European Union to provide funding for new greener battery project
The European Union has provided funding for the recently launched research and innovation project Current Direct, which aims to revolutionize the way water moves products and people.
The EU grant, amounting to EUR 11,989,875, was awarded under the Horizon 2020 program of the European Commission.
In particular, the three-year project proposes an advanced lithium-ion cell designed for water-borne transport, using novel production techniques that allow a consistent reduction in costs relative to current market prices.
The ultimate objective of the Current Direct project is to build and demonstrate, in an operating environment at the Port of Rotterdam at TRL7, an advanced interchangeable waterborne transport battery system and Energy as a Service (EaaS) platform that facilitates vessel rapid charging, fleet optimization and novel business models.
Almost a quarter of Europe's greenhouse gas (GHG) emissions are produced by the transport sector.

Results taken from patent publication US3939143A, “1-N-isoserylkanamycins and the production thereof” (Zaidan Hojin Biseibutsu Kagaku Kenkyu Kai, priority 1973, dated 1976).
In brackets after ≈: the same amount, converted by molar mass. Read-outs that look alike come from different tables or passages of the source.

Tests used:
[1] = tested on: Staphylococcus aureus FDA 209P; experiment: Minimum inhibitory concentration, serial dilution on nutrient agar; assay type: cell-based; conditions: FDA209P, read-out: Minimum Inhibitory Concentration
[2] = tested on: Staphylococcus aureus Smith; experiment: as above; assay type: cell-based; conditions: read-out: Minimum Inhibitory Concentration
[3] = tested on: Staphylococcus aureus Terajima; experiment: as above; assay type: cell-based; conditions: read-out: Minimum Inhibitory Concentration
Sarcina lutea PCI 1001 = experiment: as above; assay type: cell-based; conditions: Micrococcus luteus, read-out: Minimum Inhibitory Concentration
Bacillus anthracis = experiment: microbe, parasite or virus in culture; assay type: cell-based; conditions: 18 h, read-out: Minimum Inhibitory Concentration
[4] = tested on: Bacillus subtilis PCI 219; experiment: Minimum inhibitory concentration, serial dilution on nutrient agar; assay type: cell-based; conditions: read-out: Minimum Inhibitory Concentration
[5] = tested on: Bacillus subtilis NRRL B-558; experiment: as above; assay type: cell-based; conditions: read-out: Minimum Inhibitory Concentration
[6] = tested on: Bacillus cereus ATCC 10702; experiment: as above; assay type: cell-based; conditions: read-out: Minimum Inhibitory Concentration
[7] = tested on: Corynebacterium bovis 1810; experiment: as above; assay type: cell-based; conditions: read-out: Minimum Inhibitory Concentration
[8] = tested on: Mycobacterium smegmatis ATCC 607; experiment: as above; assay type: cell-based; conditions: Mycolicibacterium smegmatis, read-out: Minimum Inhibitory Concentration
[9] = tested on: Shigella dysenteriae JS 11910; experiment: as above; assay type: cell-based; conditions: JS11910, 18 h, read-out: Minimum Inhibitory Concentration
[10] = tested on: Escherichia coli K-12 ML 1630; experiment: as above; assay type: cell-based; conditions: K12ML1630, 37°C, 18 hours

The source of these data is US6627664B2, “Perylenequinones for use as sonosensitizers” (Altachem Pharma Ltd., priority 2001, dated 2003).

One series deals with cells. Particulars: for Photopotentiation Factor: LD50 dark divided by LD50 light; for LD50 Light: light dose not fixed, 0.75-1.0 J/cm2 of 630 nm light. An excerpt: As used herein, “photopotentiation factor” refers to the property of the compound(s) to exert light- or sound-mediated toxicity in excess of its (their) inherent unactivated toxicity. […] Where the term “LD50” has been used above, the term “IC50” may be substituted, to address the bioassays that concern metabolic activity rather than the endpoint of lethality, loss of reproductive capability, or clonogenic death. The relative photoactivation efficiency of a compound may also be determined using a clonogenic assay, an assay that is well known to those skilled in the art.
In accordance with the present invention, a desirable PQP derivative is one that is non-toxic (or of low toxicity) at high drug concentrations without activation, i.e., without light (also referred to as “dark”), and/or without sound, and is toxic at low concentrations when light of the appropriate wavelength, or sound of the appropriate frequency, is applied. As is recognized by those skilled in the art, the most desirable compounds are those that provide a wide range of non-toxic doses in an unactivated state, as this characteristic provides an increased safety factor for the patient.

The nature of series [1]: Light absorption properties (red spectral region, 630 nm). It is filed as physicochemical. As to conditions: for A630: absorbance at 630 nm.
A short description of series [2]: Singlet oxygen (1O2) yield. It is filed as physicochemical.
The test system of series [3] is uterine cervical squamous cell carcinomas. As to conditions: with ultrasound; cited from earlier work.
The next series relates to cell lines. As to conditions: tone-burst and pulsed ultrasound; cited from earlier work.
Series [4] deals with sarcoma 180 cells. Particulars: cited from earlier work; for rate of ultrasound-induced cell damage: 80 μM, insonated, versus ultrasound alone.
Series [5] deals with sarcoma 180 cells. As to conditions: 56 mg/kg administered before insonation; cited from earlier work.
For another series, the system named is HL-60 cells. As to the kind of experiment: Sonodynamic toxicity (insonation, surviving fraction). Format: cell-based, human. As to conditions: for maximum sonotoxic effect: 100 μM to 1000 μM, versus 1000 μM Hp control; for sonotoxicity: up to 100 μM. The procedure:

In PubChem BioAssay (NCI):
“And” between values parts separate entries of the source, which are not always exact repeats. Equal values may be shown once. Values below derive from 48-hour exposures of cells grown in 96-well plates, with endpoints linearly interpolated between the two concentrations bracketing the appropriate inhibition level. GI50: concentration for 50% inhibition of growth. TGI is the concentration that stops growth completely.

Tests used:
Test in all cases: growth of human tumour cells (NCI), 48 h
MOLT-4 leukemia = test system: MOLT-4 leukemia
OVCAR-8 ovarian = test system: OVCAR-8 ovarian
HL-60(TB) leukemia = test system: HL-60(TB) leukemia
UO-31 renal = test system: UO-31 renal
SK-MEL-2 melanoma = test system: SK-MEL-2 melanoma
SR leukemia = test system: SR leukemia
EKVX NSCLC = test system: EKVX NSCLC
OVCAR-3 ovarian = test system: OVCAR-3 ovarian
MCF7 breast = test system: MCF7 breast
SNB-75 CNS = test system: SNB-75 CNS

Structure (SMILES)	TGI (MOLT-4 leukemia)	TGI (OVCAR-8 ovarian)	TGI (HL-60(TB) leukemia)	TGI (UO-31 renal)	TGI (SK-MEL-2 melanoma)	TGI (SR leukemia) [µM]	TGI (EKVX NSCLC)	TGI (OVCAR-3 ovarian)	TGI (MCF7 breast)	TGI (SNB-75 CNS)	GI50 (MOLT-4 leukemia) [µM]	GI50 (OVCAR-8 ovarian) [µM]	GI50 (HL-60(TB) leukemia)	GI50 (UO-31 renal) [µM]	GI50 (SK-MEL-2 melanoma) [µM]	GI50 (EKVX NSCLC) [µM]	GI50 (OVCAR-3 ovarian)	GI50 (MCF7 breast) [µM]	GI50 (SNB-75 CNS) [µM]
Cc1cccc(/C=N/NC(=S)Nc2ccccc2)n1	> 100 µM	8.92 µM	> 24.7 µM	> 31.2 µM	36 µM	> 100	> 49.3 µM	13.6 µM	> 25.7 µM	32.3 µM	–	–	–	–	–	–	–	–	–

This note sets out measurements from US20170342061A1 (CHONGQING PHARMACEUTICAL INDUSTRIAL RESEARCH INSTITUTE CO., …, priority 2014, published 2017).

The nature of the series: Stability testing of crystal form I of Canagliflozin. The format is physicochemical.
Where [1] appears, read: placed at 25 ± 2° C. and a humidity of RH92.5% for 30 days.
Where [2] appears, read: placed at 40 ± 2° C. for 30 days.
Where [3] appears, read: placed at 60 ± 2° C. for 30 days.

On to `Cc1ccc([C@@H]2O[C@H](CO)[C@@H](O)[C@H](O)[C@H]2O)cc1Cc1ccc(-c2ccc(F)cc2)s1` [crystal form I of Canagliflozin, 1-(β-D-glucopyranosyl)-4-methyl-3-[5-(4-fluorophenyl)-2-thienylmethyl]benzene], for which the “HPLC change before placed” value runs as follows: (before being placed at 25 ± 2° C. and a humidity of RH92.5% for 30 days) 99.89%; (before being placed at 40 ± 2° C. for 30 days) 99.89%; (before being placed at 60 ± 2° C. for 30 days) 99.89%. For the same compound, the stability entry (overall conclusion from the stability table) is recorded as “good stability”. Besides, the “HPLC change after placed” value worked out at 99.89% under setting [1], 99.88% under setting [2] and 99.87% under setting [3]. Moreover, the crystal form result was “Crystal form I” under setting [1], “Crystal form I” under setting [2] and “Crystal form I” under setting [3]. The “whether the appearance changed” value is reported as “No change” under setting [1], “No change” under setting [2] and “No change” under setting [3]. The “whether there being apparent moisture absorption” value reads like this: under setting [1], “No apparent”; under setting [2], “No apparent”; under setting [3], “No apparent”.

Dirty diesel engines propel the vast majority of water transport in Europe. Current Direct seeks to allow rapid adoption to reduce greenhouse emissions by cutting the cost of today's marine battery electric drivetrains in half and relieving ship owners of the burden of capital expenses.
As explained, the EaaS network of Current Direct would enable shipowners to speed up their participation in the shift to clean energy while creating new business opportunities for shipyards and local entrepreneurs. Current Direct has the ability to create a modern energy economy by reforming the paradigm for acquiring and storing energy aboard vessels, adding thousands of new jobs.
In addition, Wärtsilä will build modular battery containers and charging infrastructure and services that will be accredited by Lloyd's Register according to creative standards.
The project will culminate with a demonstration in Rotterdam by Kotug of the New Direct battery, shore charging, and asset management network.
Maritime Business World